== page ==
Our VoiceImmigration

Politico publishes controversial anti-immigrant leader, again

Jill Garvey • Feb 07, 2011

Politico recently ran an op-ed by controversial figure Roy Beck, CEO of NumbersUSA. This is the same Roy Beck whose career and organization were shaped by white nationalist John Tanton. Tanton is the guy who spent the better part of the last 30 years building the infrastructure for today’s powerful anti-immigrant movement. According to Henry Fernandez at The Center for American Progress:

By his own admission, Tanton’s creations include the largest and best known of the national anti-immigrant organizations: NumbersUSA and FAIR, which stands for the Federation for American Immigration Reform.

The Tanton-owned Social Contract Press publishes the views of white nationalists such as John Vinson, including a gem about how God prefers racial separation. Tanton also publishes Camp of the Saints, a racist screed that uses fiction to warn white Europeans about an impending invasion of immigrants from India who will overrun the government, kidnap white women and make them into prostitutes.

But one doesn’t have to know much about Tanton to get a sense of NumbersUSA’s agenda; Beck has enough shady activities of his own.

They include posting a blog article on NumbersUSA’s website attacking immigration reform advocates, stating that they “are killing” undocumented immigrants. The post was eventually removed from the group’s site.

Beck also coordinated a “STOP Amnesty in 4 Days” campaign last year. During the campaign, NumbersUSA activated a live Twitter feed for supporters to post their comments. One disturbing Tweet read: “Thanks@NumbersUSA we need somebody to stand up for the rights of white people. JUST SAY NO TO DIVERSITY.”

NumbersUSA removed this tweet from its feed but failed to publicly disavow the message. Around the same time in a members-only section of its website, a comment was posted under the profile of African-American Rep. Roland Burris (D-Ill.) which read, “Only when the people show up to REMOVE these treasonous crooks will justice be served! Bring back the rope!”

The threat remained on NumbersUSA’s website for nearly a month before being removed.

The list of Beck and NumbersUSA’s troubling activities go on. But that didn’t stop Politico’s editors from deeming him publishable.

At an immigrant rights rally last year, one of Roy Beck’s bodyguards was arrested for allegedly assaulting a woman who was protesting NumbersUSA’s attendance at the D.C. event. NumbersUSA showed up unannounced to the rally with cameramen and bodyguards to provoke attendees into debating Beck on immigration.

It may come as a shock that Politico would stoop so low as to feature a character like Beck, especially without giving readers any sense of the controversial past of his organization. However, the publication did exactly the same thing less than a year ago.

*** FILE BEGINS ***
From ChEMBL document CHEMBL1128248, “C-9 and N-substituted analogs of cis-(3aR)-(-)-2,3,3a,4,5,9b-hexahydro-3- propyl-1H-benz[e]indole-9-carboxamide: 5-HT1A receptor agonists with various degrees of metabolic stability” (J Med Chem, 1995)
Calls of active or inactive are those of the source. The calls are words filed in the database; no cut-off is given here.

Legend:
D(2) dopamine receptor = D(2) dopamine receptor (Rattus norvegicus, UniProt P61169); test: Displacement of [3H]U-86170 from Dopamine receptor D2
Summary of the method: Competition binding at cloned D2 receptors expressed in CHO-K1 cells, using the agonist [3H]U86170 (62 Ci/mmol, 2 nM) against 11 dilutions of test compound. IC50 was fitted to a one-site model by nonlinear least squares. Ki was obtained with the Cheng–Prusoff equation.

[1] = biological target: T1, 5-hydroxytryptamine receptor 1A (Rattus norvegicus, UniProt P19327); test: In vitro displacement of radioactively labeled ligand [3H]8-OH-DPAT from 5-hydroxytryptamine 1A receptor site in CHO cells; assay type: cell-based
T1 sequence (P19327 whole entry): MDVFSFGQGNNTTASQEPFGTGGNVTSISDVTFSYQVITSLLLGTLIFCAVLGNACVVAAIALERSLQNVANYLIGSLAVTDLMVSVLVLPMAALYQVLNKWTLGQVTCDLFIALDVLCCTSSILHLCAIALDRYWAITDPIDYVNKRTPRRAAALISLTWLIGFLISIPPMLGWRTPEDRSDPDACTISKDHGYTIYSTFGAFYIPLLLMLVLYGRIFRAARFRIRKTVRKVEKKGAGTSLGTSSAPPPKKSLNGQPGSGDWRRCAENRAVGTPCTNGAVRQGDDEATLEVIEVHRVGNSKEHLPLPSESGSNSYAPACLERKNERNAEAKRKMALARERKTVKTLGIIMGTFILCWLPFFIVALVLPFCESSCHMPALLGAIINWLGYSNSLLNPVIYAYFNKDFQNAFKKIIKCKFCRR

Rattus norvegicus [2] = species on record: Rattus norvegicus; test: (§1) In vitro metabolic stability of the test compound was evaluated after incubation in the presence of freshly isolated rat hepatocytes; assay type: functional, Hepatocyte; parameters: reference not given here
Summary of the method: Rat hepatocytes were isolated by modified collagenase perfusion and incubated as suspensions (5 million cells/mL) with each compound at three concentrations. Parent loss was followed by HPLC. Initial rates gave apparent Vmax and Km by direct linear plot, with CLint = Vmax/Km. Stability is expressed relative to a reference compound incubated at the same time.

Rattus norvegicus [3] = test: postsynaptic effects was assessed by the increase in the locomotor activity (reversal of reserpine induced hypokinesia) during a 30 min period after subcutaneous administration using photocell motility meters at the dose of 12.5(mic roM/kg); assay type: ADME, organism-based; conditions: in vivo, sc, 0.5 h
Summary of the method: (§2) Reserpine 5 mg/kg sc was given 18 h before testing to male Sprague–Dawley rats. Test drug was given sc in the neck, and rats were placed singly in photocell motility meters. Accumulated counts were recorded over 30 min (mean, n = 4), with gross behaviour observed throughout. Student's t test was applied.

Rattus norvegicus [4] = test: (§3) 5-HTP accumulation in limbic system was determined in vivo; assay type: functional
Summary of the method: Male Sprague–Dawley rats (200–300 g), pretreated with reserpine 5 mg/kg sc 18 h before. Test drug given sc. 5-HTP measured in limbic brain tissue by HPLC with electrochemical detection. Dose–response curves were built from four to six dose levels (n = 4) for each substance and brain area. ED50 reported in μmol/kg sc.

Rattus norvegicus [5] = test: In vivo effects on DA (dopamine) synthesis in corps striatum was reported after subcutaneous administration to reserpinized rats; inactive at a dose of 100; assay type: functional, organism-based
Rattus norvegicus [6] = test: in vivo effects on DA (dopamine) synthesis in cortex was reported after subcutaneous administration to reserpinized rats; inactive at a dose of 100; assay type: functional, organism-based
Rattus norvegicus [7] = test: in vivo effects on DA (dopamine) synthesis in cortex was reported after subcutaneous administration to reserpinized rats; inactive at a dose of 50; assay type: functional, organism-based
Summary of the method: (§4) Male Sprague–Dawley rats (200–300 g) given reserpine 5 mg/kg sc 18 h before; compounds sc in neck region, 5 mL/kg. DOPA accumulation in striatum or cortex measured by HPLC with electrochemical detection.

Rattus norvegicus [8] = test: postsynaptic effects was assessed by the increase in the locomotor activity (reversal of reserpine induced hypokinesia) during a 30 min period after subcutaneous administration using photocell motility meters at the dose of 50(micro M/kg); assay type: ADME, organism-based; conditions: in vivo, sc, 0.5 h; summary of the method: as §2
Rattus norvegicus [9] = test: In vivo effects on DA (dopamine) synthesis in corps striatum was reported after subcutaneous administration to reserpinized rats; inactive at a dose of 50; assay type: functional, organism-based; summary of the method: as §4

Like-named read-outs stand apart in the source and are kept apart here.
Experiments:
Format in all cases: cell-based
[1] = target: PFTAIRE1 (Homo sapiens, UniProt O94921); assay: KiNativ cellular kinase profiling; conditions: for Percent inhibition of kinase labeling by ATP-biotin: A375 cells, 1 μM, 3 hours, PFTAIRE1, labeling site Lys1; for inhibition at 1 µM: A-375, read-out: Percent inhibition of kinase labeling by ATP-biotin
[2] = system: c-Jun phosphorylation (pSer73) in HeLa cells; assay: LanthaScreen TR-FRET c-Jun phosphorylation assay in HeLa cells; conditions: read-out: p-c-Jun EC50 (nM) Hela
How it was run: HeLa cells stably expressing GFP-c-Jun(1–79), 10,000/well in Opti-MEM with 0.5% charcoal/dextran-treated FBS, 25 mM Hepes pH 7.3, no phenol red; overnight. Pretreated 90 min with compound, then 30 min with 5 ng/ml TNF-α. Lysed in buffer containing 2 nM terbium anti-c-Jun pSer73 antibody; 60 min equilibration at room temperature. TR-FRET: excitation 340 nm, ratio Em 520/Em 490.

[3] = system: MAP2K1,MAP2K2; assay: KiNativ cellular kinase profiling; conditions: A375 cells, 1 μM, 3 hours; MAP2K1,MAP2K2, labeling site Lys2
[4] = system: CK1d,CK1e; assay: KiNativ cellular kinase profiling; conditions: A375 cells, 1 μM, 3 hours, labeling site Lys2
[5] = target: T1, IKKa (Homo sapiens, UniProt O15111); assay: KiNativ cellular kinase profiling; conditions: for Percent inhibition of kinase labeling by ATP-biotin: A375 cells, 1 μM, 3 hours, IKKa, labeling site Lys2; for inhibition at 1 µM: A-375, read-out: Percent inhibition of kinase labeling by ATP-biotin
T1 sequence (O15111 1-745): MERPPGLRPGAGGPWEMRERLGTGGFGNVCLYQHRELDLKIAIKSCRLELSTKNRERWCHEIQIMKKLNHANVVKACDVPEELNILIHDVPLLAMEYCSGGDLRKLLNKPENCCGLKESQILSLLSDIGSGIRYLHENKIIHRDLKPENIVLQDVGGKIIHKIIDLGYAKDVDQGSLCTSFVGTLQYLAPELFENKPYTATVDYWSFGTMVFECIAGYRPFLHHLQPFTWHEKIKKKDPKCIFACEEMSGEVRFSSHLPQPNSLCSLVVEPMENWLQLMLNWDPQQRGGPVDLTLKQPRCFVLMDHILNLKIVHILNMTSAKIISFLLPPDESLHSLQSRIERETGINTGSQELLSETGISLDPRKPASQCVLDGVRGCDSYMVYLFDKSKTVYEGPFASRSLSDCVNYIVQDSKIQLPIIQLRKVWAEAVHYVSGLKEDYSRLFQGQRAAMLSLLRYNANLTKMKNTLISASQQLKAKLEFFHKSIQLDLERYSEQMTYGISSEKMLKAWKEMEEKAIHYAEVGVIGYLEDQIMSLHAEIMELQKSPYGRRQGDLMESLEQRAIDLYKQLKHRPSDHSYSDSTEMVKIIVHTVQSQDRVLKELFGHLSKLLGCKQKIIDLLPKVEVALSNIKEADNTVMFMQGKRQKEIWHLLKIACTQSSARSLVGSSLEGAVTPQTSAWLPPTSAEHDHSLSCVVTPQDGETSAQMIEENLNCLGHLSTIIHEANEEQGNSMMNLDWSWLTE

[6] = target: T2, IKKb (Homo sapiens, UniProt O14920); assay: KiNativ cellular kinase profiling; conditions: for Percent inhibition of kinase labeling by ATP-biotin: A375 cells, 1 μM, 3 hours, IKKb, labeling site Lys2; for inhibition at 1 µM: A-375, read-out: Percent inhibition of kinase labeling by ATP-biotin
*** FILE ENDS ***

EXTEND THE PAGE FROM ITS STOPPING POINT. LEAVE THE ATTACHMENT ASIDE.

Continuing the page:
On its blog The Arena, Politico published an article by Dan Stein, president of the Federation for American Immigration Reform (FAIR) - a man even more tightly affiliated with John Tanton.

Last April, FAIR suffered a major blow to its reputation when Dan Stein went on the Rachel Maddow show and lied to viewers about the group’s controversial background. And things only got worse for FAIR when an investigative report by Village Voice Media uncovered the unsavory web of organizations orchestrated by John Tanton. Not only did  it call out FAIR, but also the organizations with which it’s closely tied:

FAIR and its sister nonprofits—NumbersUSA, which also lobbied successfully to squash immigration reform in 2007, and the Center for Immigration Studies, which refers to itself as a non-partisan pro-immigrant think tank—cite each other’s reports and studies and post each other’s findings on their Web sites.

Reporters often quote experts from the three groups as credible mainstream voices of dissent to progressive immigration reform, even though several human rights organizations have flagged FAIR, NumbersUSA, and CIS as white-nationalist hate groups.

Though these three groups maintain that the hate designations are arbitrary and untrue, the vitriolic rhetoric at the root of these organizations’ sensibilities scalds the ear.

“As whites see their power and control over their lives declining, will they simply go quietly into the night? Or will there be an explosion?” asked retired ophthalmologist Dr. John Tanton, founder of all three of these oft-cited groups.

In a time when commentary, news and expert opinions can come from undefined sources, readers depend more than ever on established media outlets like Politico to provide legitimate commentary. Roy Beck certainly isn’t it.

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